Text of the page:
Researchers at the Academy’s Institute for Biodiversity Science and Sustainability journey around the globe to discover and document Earth’s life forms. As environmental change accelerates, our efforts to explore and explain the nature of life and address the challenge of sustainability are pressingly urgent and increasingly important.
Gathering data is just the beginning. Academy scientists also analyze and distill these data and share their knowledge with citizens, conservation organizations, policy makers, and others who can benefit from this information, training, and education.
Alaska's Juneau Icefield, 2012
In collaboration with the Juneau Icefield Research Program and the U.S. Forest Service, this expedition aimed to inventory the plants and beetles of "Paradise Valley," a lush isolated valley, virtually surrounded by ice and apparently ice free for hundreds if not thousands of years-potentially an ideal spot for the differentiation of new species. The botanists, entomologist, soil biologist, glaciologist, and geologist pursued different lines of evidence to estimate just how long the valley has been ice-free.
On this recent expedition to survey fish and corals in Parcel Manuel Luiz, of the northernmost coral reef in Brazil, Academy scientists collaborated with researchers from Universidade Federal de Santa Catarina under the auspices of the SISBIOTA-MAR project. A key objective was to evaluate the status of the fire coral, Millepora laboreli, a species that was almost completely decimated by bleaching during the 1999 El Niño. This year, Academy researchers were glad to see that many of its colonies had recovered.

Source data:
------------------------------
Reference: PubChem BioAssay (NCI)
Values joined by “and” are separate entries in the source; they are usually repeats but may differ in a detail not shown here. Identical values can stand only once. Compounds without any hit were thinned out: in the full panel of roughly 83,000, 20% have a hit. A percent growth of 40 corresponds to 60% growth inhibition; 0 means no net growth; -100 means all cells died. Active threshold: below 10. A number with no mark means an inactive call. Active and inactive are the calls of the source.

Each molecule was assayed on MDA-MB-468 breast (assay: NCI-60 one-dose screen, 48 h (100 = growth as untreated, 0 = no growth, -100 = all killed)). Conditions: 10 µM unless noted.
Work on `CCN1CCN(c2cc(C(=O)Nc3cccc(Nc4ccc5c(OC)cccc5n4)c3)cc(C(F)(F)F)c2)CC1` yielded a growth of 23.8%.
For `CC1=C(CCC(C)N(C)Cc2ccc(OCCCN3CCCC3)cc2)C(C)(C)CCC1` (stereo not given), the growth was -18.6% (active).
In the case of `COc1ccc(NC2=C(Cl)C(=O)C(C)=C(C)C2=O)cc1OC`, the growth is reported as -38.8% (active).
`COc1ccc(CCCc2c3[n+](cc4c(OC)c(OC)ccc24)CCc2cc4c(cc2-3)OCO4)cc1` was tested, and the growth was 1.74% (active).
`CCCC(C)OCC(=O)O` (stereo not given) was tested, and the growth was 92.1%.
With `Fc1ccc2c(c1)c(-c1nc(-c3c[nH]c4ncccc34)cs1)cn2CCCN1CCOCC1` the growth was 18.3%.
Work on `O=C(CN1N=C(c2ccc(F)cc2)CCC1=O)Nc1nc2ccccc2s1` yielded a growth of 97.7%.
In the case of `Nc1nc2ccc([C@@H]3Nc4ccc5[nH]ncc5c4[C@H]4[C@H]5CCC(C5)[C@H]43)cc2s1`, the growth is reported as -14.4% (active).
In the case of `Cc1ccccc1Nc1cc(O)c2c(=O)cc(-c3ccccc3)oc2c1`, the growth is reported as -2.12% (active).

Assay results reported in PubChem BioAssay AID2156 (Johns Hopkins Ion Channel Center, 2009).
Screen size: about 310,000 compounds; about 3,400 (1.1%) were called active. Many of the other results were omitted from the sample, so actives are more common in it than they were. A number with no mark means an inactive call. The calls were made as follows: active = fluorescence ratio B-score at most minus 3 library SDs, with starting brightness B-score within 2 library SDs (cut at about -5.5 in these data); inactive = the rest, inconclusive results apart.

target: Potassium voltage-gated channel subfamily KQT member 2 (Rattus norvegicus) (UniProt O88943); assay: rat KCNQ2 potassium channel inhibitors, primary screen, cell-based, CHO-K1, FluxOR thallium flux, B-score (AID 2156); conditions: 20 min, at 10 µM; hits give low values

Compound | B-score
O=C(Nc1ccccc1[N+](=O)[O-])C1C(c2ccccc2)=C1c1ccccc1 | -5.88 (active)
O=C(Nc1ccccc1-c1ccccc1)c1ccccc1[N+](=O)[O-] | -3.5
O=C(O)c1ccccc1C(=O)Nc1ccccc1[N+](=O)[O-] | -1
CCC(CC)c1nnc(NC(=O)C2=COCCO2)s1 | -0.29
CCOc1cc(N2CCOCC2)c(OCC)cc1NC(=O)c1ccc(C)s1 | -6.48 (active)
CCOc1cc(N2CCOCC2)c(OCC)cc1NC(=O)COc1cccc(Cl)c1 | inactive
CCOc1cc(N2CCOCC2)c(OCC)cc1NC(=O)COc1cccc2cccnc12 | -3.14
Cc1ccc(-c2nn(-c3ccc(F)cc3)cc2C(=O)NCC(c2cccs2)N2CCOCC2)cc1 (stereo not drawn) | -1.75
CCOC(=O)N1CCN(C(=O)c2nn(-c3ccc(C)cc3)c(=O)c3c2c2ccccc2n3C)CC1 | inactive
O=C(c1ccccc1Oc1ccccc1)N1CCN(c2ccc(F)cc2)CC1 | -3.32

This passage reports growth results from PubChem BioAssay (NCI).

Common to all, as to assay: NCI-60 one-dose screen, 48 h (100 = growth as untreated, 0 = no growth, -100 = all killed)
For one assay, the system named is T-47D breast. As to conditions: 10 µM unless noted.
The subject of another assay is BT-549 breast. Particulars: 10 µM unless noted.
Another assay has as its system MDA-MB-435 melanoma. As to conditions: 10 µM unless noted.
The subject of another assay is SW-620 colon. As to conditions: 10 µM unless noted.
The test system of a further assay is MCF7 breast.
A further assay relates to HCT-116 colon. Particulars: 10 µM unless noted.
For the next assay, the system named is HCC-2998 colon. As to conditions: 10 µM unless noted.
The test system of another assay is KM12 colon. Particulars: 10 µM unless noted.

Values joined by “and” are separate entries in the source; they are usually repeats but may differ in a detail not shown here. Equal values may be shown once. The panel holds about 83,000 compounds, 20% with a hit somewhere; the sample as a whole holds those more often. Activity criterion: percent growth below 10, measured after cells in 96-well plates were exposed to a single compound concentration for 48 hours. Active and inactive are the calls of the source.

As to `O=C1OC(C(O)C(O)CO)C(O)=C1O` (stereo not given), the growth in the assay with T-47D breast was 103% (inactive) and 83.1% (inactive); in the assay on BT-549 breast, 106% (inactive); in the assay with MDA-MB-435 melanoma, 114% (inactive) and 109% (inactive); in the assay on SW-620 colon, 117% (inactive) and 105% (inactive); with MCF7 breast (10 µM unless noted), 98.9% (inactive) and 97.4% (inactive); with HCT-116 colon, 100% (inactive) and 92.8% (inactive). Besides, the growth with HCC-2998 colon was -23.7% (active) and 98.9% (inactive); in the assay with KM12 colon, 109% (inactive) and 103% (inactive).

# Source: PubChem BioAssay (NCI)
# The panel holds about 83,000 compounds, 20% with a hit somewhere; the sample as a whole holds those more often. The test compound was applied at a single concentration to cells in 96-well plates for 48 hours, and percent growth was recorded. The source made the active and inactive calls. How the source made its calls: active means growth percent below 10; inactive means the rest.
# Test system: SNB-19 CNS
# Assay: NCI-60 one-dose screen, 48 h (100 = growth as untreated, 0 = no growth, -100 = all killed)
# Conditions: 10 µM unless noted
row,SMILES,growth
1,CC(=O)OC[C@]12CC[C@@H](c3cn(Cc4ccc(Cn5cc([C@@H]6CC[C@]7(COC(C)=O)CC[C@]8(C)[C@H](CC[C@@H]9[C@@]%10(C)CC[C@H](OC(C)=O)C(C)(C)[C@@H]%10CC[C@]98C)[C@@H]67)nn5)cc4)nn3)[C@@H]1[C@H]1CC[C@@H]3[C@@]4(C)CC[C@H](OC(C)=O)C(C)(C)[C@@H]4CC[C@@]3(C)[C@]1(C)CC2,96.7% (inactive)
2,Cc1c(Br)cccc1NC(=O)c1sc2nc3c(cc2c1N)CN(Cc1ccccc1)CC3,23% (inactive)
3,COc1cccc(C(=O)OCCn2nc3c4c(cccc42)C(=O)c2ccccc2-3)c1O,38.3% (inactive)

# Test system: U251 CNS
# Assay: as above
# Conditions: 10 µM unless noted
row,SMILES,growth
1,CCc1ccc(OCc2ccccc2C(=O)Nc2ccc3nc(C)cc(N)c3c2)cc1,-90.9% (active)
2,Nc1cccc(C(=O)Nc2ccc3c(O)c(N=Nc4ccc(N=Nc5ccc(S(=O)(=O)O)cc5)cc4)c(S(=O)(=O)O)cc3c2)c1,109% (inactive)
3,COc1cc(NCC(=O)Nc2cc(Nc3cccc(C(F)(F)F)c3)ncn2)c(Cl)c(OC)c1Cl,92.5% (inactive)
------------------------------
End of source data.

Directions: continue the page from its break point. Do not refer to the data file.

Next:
As part of a National Science Foundation Planetary Biodiversity Inventory (PBI) program, Academy researchers participated in a two-month, multi-team expedition to lowland rainforests, cloud forests, and high elevation environments above the tree line (paramo ecosystems) in search of nearly 500 Colombian species that make up a large branch of the Princess Flower family tree called the tribe Miconieae.
Gulf of Guinea
For the past twelve years, the Academy's herpetology curator Dr. Bob Drewes has conducted seven multidisciplinary explorations of the island nations São Tomé and Príncipe. His research in the Gulf of Guinea just off Africa's west coast has documented an extremely high concentration of unknown and endemic bird species. During his most recent expedition, Dr. Drewes and his team partnered with the government to distribute biodiversity educational materials to schools, hospitals, hotels, and airports.
Academy scientists traveled to Oahu and Hawaii's Big Island to document the distribution of mosquito species that have a role in transmitting infectious disease. Two invasive species-Aedes albopictus (Asian tiger mosquito) and Aedes aegypti (yellow fever mosquito)-are vectors of dengue virus. Dr. Shannon Bennett, the Academy's curator of the Department of Microbiology, has discovered ecologic factors that inhibit the spread and efficacy of these species.
Hearst Philippines Biodiversity Expedition, 2011
In the largest expedition in the Academy's recent history, a multidisciplinary team of scientists undertook a 42-day journey to the Philippines archipelago to document the biodiversity of this island nation in collaboration with local colleagues. More than 500 new species were documented by researchers conducting a comprehensive survey of three non-overlapping habitats: shallow-water, deep sea, and terrestrial. Working in collaboration with the Philippines Bureau of Fisheries and Aquatic Resources, findings by Academy scientists are guiding the nation's environmental policies and the establishment of new marine and coral sanctuaries.